OECD cuts global growth forecast

By Nick Beams
23 November 2019

The Organisation for Economic Cooperation and Development (OECD) has cut its forecast for global growth for both this year and next year, warning that a low-growth trend could set in unless governments take urgent action to lift their economies.

The 36-member organisation of the world’s major economies made the warning in its latest update on the state of the global economy issued on Thursday. It said companies were holding back on investment in buildings and machinery as well as new technology due to economic uncertainty and trade tensions and that growth was at its lowest level since the global financial crisis.

A man walks by an electronic stock board of a securities firm in Tokyo [Credit: AP Photo/Koji Sasahara]

Speaking on the report, OECD chief economist Laurence Boone said, “Things are not really moving. What we are seeing is investment stalling, paving the way for growth to stay at this very low level.” She warned that if the “sluggish performance” continued there was a danger it could become “entrenched.”

Boone said the rise on financial markets suggested that investors believed the worst of the downturn was over. But buoyant markets “do not mean we are reversing the tide.”

The organisation forecast global growth of 2.9 percent this year and the same next year, with only a marginal pick-up to 3.1 percent in 2021. This represents a significant reduction from its forecast of 3.5 percent made just a year ago.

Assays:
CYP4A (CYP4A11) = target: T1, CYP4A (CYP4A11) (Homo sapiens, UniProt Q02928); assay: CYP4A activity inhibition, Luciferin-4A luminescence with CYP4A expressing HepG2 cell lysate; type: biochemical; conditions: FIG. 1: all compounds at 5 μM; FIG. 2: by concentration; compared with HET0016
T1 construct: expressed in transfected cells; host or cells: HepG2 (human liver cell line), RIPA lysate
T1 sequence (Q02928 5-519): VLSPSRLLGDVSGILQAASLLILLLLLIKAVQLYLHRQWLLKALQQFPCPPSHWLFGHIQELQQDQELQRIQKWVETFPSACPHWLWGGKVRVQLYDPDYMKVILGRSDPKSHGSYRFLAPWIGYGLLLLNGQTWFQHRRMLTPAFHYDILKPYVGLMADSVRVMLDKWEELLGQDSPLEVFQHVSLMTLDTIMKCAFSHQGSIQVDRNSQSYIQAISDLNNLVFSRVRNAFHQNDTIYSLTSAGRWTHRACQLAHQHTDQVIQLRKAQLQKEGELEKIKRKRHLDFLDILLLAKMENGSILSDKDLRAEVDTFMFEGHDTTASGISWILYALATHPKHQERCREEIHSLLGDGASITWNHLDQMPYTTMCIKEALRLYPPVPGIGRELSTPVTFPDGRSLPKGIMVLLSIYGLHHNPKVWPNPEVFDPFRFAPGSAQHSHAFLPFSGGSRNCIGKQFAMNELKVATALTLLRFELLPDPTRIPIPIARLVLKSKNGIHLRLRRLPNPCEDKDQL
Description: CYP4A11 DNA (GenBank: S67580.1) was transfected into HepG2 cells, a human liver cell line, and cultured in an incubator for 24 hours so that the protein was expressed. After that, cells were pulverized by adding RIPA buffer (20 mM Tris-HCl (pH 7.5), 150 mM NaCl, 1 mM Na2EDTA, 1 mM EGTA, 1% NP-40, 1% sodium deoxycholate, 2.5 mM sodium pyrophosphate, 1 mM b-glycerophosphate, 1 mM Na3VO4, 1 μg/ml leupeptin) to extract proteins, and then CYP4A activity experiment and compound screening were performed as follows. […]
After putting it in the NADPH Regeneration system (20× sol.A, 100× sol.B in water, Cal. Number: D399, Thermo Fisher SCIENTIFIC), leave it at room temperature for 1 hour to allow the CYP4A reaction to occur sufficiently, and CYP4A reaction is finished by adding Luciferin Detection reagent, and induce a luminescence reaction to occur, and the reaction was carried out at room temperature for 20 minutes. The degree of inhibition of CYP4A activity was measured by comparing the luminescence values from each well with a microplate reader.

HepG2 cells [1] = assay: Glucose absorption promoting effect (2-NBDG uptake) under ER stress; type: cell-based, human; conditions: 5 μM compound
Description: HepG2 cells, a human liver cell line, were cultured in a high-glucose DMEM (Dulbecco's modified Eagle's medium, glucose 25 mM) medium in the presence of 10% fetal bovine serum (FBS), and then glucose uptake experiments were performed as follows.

The OECD said investment had weakened as a result of the trade war between the US and China and the “erosion of a rules-based global trading system.”

In a separate report, the World Trade Organisation (WTO) indicated that this deterioration goes beyond the US and China. It found that members of the G20, comprising more than 80 percent of the world economy, had continued to impose restrictions on imports in the six months to October, with more than $460 billion worth of goods affected. This is the second highest figure for a six-month period on record.

The WTO’s director-general Roberto Azevedo said, “We need to see strong leadership from G20 economies if we want to avoid increased uncertainty, lower investment and even weaker trade growth.”